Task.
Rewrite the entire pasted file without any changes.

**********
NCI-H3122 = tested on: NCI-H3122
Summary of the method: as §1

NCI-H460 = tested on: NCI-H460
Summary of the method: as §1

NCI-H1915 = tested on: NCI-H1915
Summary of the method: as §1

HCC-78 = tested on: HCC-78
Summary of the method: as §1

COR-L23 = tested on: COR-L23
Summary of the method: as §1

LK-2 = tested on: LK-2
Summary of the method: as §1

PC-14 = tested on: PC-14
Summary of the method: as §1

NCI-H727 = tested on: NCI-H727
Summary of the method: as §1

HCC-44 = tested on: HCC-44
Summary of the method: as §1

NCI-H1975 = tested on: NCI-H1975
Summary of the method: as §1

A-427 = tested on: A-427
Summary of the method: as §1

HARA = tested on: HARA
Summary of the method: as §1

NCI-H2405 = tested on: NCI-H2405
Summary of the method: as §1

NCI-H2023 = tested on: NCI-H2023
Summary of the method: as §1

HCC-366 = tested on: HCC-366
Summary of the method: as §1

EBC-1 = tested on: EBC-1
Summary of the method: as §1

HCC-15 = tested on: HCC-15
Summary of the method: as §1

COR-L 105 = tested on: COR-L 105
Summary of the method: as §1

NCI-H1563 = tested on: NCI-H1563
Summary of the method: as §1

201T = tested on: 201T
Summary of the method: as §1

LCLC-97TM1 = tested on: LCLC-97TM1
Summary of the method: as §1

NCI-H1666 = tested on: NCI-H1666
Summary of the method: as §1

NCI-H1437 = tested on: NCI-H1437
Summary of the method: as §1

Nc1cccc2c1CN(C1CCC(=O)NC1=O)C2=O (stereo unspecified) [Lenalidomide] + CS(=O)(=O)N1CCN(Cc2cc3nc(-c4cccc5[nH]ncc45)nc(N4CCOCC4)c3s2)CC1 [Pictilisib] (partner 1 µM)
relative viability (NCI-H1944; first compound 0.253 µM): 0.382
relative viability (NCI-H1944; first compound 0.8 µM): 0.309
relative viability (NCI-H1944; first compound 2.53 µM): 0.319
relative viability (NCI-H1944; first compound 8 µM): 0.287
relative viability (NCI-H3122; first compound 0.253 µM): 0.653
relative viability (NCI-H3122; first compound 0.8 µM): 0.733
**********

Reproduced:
NCI-H3122 = tested on: NCI-H3122
Summary of the method: as §1

NCI-H460 = tested on: NCI-H460
Summary of the method: as §1

NCI-H1915 = tested on: NCI-H1915
Summary of the method: as §1

HCC-78 = tested on: HCC-78
Summary of the method: as §1

COR-L23 = tested on: COR-L23
Summary of the method: as §1

LK-2 = tested on: LK-2
Summary of the method: as §1

PC-14 = tested on: PC-14
Summary of the method: as §1

NCI-H727 = tested on: NCI-H727
Summary of the method: as §1

HCC-44 = tested on: HCC-44
Summary of the method: as §1

NCI-H1975 = tested on: NCI-H1975
Summary of the method: as §1

A-427 = tested on: A-427
Summary of the method: as §1

HARA = tested on: HARA
Summary of the method: as §1

NCI-H2405 = tested on: NCI-H2405
Summary of the method: as §1

NCI-H2023 = tested on: NCI-H2023
Summary of the method: as §1

HCC-366 = tested on: HCC-366
Summary of the method: as §1

EBC-1 = tested on: EBC-1
Summary of the method: as §1

HCC-15 = tested on: HCC-15
Summary of the method: as §1

COR-L 105 = tested on: COR-L 105
Summary of the method: as §1

NCI-H1563 = tested on: NCI-H1563
Summary of the method: as §1

201T = tested on: 201T
Summary of the method: as §1

LCLC-97TM1 = tested on: LCLC-97TM1
Summary of the method: as §1

NCI-H1666 = tested on: NCI-H1666
Summary of the method: as §1

NCI-H1437 = tested on: NCI-H1437
Summary of the method: as §1

Nc1cccc2c1CN(C1CCC(=O)NC1=O)C2=O (stereo unspecified) [Lenalidomide] + CS(=O)(=O)N1CCN(Cc2cc3nc(-c4cccc5[nH]ncc45)nc(N4CCOCC4)c3s2)CC1 [Pictilisib] (partner 1 µM)
relative viability (NCI-H1944; first compound 0.253 µM): 0.382
relative viability (NCI-H1944; first compound 0.8 µM): 0.309
relative viability (NCI-H1944; first compound 2.53 µM): 0.319
relative viability (NCI-H1944; first compound 8 µM): 0.287
relative viability (NCI-H3122; first compound 0.253 µM): 0.653
relative viability (NCI-H3122; first compound 0.8 µM): 0.733